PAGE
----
A new Melton course starts in January— Jews in America: Insiders and Outsiders

December 15, 2022

What’s Happening

Begins Wednesday, January 18, 6:45 pm, online

Nearly two and a half million Jews emigrated from Eastern Europe to the United States in the late 19th and early 20th centuries. New to a foreign country and unlikely to speak English, these Jews tended to confine themselves to an urban immigrant ghetto. Their children and grandchildren, however, assimilated at a remarkable pace, integrating almost seamlessly into the highest strata of American society. They grew up to make enormous contributions to American theater, journalism, politics, the arts, finance, the academy, and more.

But Jewish success in becoming insiders raised a critical question: Should Jews merge into the American melting pot, or should they become their own distinctive color in America’s developing multi-cultural tapestry? And, is there room for ethnic and religious distinctiveness, and if so, what form should that distinctiveness take?

Most American Jews answered these questions in their practice as Jews and as Americans. Their stance was reflected in the decisions they made about where to live, how to educate their children, what friends to share, what professions to enter, and how to spend their time, money, and energy.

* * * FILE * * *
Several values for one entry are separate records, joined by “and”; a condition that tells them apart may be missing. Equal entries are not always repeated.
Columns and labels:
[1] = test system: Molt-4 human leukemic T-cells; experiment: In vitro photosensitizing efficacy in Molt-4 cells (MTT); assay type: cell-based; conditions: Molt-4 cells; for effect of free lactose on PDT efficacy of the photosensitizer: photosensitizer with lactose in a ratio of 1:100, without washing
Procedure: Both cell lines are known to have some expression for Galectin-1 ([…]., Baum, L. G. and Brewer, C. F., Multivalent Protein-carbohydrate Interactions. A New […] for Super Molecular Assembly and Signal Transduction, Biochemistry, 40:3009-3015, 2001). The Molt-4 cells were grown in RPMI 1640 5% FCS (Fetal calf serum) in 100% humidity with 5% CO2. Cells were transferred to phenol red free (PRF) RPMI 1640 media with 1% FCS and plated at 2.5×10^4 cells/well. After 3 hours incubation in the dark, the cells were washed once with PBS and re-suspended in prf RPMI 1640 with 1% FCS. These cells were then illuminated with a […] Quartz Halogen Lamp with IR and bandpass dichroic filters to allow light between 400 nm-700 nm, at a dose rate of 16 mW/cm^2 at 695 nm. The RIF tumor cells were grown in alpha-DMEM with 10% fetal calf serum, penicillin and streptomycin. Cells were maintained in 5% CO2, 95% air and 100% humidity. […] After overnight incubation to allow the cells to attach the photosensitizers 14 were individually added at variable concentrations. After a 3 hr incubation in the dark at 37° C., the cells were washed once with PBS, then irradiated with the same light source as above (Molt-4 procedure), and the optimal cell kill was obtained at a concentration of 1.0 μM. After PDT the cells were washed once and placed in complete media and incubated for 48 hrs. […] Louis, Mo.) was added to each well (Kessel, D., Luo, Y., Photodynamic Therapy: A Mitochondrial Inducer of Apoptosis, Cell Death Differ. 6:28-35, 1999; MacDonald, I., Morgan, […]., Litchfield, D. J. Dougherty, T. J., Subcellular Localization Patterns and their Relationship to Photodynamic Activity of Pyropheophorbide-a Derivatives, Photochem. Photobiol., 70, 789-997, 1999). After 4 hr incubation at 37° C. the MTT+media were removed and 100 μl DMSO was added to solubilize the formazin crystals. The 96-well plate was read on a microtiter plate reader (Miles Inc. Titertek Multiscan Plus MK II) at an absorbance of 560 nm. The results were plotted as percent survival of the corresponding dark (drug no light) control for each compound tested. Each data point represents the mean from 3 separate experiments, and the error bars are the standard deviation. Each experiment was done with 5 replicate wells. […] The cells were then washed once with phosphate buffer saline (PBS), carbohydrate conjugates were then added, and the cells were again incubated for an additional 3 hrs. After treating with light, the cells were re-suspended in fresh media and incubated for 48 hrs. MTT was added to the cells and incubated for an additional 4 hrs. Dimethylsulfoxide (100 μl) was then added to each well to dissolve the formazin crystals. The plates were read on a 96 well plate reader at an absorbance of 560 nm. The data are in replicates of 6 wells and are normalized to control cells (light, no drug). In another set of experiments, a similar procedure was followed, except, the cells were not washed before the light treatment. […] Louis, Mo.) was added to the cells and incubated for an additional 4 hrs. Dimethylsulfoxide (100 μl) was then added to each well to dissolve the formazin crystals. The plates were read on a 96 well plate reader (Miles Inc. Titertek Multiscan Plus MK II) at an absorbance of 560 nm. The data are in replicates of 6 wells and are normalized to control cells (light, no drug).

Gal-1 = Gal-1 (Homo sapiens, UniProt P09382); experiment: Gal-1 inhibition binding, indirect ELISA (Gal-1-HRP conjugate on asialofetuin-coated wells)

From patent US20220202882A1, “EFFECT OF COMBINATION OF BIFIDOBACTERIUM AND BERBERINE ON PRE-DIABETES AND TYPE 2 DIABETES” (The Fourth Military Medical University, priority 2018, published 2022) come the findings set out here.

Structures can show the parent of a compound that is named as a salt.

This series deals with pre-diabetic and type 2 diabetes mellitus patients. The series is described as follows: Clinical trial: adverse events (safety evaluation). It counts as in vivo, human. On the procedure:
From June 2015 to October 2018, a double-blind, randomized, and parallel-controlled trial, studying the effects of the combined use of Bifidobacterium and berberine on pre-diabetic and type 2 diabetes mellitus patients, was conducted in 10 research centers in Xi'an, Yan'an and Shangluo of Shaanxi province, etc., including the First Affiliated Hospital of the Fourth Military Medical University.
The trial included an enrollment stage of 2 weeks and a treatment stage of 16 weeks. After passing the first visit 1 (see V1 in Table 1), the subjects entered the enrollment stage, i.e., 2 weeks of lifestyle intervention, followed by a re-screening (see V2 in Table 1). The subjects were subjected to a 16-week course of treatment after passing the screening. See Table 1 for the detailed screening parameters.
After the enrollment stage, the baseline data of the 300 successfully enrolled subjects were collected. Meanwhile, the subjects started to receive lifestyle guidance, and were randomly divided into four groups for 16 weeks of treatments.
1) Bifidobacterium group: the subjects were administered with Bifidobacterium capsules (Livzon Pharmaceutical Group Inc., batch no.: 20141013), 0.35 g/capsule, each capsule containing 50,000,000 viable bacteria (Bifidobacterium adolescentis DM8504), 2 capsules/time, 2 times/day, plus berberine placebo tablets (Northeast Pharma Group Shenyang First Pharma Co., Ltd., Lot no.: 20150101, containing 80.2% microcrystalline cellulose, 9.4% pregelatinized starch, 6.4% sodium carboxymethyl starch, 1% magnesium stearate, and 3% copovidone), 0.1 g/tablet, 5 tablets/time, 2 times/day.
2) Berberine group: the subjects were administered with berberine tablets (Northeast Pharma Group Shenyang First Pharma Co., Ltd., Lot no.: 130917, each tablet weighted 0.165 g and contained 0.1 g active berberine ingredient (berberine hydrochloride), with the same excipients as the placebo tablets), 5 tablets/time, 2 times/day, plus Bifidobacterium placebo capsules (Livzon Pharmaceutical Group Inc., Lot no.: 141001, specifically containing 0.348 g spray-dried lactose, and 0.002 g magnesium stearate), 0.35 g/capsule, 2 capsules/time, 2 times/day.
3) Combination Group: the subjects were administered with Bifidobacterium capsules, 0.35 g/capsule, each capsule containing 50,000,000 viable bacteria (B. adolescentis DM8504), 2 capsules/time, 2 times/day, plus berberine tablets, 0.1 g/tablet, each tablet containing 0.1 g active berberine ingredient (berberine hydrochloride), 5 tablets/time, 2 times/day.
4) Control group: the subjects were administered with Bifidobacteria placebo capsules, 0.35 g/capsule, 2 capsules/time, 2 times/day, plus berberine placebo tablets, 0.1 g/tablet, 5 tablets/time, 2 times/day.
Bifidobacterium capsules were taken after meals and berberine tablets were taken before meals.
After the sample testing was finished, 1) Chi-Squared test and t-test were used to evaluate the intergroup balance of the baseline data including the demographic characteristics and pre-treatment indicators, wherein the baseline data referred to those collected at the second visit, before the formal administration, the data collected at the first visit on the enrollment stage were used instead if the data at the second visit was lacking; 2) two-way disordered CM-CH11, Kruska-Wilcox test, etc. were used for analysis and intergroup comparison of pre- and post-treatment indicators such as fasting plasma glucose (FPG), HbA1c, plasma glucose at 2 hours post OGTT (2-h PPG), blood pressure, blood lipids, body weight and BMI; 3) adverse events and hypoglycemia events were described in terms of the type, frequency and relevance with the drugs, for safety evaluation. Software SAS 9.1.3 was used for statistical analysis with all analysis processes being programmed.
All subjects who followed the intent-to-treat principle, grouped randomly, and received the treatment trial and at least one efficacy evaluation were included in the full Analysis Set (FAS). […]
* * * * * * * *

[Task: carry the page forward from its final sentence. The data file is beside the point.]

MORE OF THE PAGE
In a new 10-week Melton course offered by the Konikoff Center for Learning of the United Jewish Federation of Tidewater, students will be guided in considering these points and more.

The course focuses almost exclusively on the time between 1880 and the present, when the American Jewish population went from a handful of individuals and tiny communities scattered here and there to a rather influential and active minority within America’s multicultural spectrum. Through text learning and discussion, students will consider the dynamism and diversity of American Judaism. Sources range from the high-brow theology of figures such as Abraham Joshua Heschel to a video clip from the television series, All in the Family.

This course will be taught by Dr. Amy K. Milligan. The Batten Endowed Associate Professor of Jewish Studies and Women’s Studies at Old Dominion University, Milligan is also the director of the Institute for Jewish Studies and Interfaith Understanding. She specializes in the study of small American Jewish communities, especially in the South.

For more information or to register for this course, or to learn about other opportunities to engage in deep Jewish learning in Tidewater, visit JewishVA.org/KCL or contact Sierra Lautman at
SLautman@UJFT.org.

-Sierra Lautman


Letter to the Editor